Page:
The United States has given Israel $51.3 billion in military grants since 1949, most of it after 1974 – more than any other country in the post-1945 era. Israel has also received $11.2 billion in loans for military equipment, plus $31 billion in economic grants, not to mention loan guarantees or joint military projects. But major conditions on these military grants have meant that 74 percent of it has remained in the U.S. to purchase American arms. Since it creates jobs and profits in many districts, Congress is more than ready to respond to the cajoling of the Israel lobby. This vast sum has both enabled and forced Israel to prepare to fight an American-style war. But the US since 1950 has failed to win any of its big wars.
In early 2005 the new chief of staff of the Israel Defense Force, Dan Halutz, embarked on the most extensive reorganization in the history of IDF. Halutz is an Air Force general and enamored with the doctrines that justify the ultra-modern equipment the Americans showered upon the Israelis. Attack helicopters, unmanned aircraft, advanced long-range intelligence and communications, and the like were at the top of his agenda. His was merely a variation of Donald Rumsfeld’s “shock and awe” concepts.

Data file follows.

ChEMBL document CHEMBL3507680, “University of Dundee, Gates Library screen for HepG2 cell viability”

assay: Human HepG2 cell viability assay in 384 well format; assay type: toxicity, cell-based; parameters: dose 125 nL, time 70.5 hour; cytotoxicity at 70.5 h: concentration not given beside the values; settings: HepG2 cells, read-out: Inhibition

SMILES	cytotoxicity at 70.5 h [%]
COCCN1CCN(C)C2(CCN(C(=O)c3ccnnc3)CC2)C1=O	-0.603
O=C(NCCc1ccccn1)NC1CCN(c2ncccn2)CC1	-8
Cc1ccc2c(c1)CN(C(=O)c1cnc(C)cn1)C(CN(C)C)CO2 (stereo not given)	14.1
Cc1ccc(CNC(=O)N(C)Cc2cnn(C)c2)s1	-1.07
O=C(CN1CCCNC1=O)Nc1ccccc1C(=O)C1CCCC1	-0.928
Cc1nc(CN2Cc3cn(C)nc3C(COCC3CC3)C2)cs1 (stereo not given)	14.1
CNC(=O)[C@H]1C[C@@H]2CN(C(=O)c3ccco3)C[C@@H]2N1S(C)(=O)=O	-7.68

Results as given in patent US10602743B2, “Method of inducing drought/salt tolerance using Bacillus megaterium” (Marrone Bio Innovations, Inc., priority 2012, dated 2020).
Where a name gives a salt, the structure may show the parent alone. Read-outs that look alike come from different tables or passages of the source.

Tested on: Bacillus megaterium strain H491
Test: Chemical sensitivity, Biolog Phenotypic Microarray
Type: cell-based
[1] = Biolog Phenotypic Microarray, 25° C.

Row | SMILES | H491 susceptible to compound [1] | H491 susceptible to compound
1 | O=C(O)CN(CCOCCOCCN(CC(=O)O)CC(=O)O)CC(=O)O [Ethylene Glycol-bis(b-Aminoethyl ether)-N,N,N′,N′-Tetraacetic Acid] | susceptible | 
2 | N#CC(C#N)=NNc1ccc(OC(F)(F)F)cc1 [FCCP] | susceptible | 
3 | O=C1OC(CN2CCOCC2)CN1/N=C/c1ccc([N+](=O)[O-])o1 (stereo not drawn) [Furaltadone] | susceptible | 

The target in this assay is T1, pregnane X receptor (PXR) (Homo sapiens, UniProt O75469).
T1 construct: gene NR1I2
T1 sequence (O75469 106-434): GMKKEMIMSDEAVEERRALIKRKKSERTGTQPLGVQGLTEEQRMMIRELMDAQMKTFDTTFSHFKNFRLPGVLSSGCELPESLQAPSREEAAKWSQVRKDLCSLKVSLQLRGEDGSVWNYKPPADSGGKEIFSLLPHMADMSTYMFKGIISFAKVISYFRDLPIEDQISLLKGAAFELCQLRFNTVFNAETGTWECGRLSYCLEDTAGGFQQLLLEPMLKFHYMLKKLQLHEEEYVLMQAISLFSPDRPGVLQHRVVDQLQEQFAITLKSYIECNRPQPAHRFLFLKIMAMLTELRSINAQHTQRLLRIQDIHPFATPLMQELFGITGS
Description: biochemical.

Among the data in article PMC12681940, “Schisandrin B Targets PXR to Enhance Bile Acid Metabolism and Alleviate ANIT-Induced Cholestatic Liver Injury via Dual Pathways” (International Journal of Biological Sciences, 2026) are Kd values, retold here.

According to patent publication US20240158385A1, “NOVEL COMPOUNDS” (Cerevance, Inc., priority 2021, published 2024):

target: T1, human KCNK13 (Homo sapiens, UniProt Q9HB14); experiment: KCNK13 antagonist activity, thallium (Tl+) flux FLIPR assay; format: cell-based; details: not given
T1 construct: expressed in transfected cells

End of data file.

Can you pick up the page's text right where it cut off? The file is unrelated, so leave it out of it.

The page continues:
The 34-day war in Lebanon, starting July 12 last year, was a disastrous turning point for Israel. Until the Eliyahu Winograd Commission, which Olmert set up in September 2006, delivers its interim report in late April – which will cover the first five days of the war only – and resolves these matters, we will not know precisely the orders sent to specific units or the timing of all of the actors, but there is already a consensus on far more important fundamentals. But the Israelis did not lose the war because of orders given or not given to various officers. It was a war of choice, and it was planned as an air war with very limited ground incursions in the expectation that Israeli casualties would be very low. Major General Herzl Sapir at the end of February said that “the war began at our initiative and we did not take advantage of the benefits granted to the initiator.” Planning for the war began November 2005 but reached high gear by the following March before the expected kidnapping of two IDF soldiers – the nominal excuse for the war. There is no controversy over the fact that it was a digitized, networked war, the first in Israel’s experience, and conformed to Halutz’ – and American – theories of how war is fought in this high-tech era. The US fought identical wars in Afghanistan and Iraq – and is in the process of losing both.